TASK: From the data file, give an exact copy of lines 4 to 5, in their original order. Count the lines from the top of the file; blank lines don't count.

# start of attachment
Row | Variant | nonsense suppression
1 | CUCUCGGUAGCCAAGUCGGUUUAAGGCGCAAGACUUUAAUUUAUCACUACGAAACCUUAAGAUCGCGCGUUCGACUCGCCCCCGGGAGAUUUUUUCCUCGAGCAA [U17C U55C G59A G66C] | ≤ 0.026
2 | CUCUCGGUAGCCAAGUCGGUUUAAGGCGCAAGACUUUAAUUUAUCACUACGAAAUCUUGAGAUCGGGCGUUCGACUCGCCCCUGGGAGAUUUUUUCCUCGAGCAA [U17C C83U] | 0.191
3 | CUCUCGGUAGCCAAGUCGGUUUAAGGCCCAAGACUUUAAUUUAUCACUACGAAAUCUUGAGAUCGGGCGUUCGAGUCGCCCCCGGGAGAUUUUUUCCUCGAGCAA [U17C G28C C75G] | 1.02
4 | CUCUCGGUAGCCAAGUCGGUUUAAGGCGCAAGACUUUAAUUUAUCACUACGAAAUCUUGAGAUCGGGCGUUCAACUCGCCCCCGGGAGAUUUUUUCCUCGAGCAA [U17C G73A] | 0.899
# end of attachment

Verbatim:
3 | CUCUCGGUAGCCAAGUCGGUUUAAGGCCCAAGACUUUAAUUUAUCACUACGAAAUCUUGAGAUCGGGCGUUCGAGUCGCCCCCGGGAGAUUUUUUCCUCGAGCAA [U17C G28C C75G] | 1.02
4 | CUCUCGGUAGCCAAGUCGGUUUAAGGCGCAAGACUUUAAUUUAUCACUACGAAAUCUUGAGAUCGGGCGUUCAACUCGCCCCCGGGAGAUUUUUUCCUCGAGCAA [U17C G73A] | 0.899